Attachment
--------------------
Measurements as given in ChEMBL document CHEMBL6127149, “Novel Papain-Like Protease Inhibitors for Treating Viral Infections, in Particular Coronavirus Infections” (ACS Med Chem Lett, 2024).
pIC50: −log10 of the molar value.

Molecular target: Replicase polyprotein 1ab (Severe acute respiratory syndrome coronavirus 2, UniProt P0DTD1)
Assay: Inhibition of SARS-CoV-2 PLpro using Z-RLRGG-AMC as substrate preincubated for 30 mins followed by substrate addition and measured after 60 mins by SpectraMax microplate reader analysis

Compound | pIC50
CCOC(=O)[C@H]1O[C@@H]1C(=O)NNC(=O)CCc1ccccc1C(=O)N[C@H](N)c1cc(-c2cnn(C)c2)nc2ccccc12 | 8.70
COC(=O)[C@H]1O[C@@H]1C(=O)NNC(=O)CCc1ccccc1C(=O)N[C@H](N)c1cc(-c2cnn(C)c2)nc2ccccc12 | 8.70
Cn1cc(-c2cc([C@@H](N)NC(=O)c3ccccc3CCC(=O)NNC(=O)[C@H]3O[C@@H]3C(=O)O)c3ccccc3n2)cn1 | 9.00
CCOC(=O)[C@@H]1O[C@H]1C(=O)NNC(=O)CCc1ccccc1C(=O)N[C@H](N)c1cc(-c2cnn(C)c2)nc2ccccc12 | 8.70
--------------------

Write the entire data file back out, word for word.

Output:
Measurements as given in ChEMBL document CHEMBL6127149, “Novel Papain-Like Protease Inhibitors for Treating Viral Infections, in Particular Coronavirus Infections” (ACS Med Chem Lett, 2024).
pIC50: −log10 of the molar value.

Molecular target: Replicase polyprotein 1ab (Severe acute respiratory syndrome coronavirus 2, UniProt P0DTD1)
Assay: Inhibition of SARS-CoV-2 PLpro using Z-RLRGG-AMC as substrate preincubated for 30 mins followed by substrate addition and measured after 60 mins by SpectraMax microplate reader analysis

Compound | pIC50
CCOC(=O)[C@H]1O[C@@H]1C(=O)NNC(=O)CCc1ccccc1C(=O)N[C@H](N)c1cc(-c2cnn(C)c2)nc2ccccc12 | 8.70
COC(=O)[C@H]1O[C@@H]1C(=O)NNC(=O)CCc1ccccc1C(=O)N[C@H](N)c1cc(-c2cnn(C)c2)nc2ccccc12 | 8.70
Cn1cc(-c2cc([C@@H](N)NC(=O)c3ccccc3CCC(=O)NNC(=O)[C@H]3O[C@@H]3C(=O)O)c3ccccc3n2)cn1 | 9.00
CCOC(=O)[C@@H]1O[C@H]1C(=O)NNC(=O)CCc1ccccc1C(=O)N[C@H](N)c1cc(-c2cnn(C)c2)nc2ccccc12 | 8.70